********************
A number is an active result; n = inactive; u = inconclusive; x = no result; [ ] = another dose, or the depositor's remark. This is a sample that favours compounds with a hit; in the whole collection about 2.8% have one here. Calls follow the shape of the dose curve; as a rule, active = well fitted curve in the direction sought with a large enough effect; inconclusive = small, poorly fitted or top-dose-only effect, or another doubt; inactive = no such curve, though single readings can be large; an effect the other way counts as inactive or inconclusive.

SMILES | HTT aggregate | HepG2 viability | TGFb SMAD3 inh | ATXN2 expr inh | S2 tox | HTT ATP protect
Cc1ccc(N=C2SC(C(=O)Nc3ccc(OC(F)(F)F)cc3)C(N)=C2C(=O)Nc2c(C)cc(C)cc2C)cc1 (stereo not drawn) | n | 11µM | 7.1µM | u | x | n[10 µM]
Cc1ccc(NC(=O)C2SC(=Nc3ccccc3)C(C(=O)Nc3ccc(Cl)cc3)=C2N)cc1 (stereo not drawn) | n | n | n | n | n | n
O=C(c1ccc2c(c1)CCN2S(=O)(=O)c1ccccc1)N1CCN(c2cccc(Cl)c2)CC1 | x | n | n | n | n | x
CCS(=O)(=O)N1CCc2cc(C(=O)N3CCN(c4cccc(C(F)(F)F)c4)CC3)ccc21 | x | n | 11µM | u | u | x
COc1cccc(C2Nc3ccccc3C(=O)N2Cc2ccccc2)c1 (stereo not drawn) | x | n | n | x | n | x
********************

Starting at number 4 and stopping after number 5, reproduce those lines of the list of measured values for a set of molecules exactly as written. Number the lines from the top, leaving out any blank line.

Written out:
Cc1ccc(NC(=O)C2SC(=Nc3ccccc3)C(C(=O)Nc3ccc(Cl)cc3)=C2N)cc1 (stereo not drawn) | n | n | n | n | n | n
O=C(c1ccc2c(c1)CCN2S(=O)(=O)c1ccccc1)N1CCN(c2cccc(Cl)c2)CC1 | x | n | n | n | n | x